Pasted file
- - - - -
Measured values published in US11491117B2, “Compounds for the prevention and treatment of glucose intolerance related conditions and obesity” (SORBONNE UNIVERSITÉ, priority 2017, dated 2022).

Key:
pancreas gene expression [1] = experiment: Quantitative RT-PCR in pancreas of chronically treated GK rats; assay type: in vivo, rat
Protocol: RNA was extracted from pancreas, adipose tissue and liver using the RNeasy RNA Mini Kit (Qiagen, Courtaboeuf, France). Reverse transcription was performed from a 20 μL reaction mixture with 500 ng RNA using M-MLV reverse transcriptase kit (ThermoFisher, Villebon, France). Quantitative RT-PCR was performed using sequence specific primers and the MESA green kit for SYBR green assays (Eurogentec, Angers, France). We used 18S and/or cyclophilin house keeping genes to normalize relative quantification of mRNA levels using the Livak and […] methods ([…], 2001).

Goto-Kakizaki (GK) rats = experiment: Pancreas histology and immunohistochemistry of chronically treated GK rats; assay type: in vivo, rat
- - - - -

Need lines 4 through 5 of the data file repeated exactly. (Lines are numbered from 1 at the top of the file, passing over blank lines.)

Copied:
Protocol: RNA was extracted from pancreas, adipose tissue and liver using the RNeasy RNA Mini Kit (Qiagen, Courtaboeuf, France). Reverse transcription was performed from a 20 μL reaction mixture with 500 ng RNA using M-MLV reverse transcriptase kit (ThermoFisher, Villebon, France). Quantitative RT-PCR was performed using sequence specific primers and the MESA green kit for SYBR green assays (Eurogentec, Angers, France). We used 18S and/or cyclophilin house keeping genes to normalize relative quantification of mRNA levels using the Livak and […] methods ([…], 2001).

Goto-Kakizaki (GK) rats = experiment: Pancreas histology and immunohistochemistry of chronically treated GK rats; assay type: in vivo, rat